ROCKVILLE, Md.--Along the Washington-Baltimore technology corridor, the increasing demand for bioinformatics and high-tech personnel is good news for information technology recruiter Mark Rothman. He compared hiring high-tech personnel in the region to "a big game of musical chairs with too many chairs. Computer programmers can choose from 10 chairs." Rothman said the shortage of IT professionals and overabundance of jobs here has boosted his business 100 percent per year since 1992.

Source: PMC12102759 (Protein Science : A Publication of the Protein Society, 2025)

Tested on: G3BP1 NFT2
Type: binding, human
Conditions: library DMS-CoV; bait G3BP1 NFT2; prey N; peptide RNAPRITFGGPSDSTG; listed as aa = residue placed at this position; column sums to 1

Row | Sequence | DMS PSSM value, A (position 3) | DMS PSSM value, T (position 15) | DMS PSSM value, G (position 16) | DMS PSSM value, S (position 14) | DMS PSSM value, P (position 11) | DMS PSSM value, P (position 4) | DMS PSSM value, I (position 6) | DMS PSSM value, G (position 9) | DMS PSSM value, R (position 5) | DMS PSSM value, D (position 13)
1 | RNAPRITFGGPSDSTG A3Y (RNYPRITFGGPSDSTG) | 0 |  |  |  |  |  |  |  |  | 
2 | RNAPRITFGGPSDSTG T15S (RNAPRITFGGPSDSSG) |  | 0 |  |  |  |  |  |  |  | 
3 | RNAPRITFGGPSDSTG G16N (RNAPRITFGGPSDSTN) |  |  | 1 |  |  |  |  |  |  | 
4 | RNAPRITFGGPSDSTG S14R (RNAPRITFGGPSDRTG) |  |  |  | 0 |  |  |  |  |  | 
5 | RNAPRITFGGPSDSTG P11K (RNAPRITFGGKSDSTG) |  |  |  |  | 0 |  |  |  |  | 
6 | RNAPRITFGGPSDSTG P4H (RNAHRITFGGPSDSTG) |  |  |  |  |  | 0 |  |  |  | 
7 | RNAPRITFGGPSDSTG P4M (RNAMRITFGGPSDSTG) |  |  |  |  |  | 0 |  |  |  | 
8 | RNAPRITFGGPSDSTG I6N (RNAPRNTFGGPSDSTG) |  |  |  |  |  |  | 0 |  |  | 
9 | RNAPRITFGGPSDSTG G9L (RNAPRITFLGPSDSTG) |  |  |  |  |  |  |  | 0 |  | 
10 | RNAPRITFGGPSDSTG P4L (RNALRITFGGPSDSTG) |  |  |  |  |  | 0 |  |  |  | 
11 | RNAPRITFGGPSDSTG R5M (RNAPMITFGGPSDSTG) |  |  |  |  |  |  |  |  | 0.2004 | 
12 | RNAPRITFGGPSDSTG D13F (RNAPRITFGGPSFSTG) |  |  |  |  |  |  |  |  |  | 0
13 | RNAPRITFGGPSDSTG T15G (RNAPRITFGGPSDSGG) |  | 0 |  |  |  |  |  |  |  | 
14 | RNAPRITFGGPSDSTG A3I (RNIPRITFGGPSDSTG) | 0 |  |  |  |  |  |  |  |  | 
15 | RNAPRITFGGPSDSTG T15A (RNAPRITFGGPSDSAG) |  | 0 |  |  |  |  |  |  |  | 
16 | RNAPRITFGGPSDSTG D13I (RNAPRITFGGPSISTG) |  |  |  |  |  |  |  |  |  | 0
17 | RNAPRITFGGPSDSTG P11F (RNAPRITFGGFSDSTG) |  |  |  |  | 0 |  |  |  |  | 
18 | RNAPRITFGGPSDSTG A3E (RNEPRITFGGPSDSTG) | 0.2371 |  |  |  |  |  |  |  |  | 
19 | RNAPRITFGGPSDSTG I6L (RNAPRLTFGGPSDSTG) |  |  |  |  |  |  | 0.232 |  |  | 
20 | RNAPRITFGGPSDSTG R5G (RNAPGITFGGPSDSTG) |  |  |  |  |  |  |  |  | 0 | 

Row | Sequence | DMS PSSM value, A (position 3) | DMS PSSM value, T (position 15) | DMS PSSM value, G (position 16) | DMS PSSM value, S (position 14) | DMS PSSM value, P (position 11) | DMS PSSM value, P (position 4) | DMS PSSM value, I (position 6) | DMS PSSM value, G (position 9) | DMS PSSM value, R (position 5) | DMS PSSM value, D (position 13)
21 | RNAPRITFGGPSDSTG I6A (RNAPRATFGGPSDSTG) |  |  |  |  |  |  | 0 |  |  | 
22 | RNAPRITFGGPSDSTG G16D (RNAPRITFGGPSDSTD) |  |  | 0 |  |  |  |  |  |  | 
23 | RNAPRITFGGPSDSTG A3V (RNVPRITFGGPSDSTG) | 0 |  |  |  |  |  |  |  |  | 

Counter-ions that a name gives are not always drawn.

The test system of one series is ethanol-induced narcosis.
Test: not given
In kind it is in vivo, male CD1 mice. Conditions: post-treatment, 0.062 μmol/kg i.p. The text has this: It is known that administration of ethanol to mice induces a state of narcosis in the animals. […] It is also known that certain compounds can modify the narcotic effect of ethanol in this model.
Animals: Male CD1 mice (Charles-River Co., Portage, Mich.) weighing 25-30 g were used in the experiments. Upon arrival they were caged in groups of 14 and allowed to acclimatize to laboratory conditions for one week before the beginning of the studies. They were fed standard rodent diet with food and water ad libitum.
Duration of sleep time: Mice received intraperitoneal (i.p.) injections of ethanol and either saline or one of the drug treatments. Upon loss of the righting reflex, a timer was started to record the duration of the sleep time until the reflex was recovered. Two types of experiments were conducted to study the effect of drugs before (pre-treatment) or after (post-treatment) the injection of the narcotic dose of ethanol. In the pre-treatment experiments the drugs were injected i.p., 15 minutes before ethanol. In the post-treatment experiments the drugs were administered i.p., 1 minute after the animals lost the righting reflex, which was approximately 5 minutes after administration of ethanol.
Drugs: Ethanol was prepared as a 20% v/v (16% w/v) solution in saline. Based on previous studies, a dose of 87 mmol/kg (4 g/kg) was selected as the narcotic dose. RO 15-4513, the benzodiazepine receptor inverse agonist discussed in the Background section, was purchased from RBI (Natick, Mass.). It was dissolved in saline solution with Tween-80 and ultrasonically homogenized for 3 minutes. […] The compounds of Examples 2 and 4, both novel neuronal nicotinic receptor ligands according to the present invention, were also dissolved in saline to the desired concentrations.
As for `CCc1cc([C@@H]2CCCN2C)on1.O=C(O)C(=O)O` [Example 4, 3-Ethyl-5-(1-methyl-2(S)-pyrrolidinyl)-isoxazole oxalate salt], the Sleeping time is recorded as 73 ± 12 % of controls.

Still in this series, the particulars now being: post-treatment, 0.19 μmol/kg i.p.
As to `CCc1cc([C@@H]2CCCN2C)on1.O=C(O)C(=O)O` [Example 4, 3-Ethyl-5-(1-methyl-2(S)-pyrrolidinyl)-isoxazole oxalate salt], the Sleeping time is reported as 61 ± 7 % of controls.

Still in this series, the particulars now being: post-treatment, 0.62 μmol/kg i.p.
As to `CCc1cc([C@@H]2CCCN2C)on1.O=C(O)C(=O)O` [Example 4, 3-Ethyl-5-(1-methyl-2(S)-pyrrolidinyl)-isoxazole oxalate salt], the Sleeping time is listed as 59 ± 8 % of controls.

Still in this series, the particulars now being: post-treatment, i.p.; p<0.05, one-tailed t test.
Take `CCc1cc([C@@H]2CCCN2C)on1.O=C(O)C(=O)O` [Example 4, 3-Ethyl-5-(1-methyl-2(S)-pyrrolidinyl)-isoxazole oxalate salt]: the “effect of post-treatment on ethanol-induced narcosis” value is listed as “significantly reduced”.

Recruiting IT professionals is so competitive that employers whose main business is not information technology face difficulties filling those positions, he said. For instance, Lois Blaine, bioinformatics director at the American Type Culture Collection in Manassas, Va., contracts with Rothman's firm, MYTA, to provide staff who can build and disseminate its databases and convert files and software systems.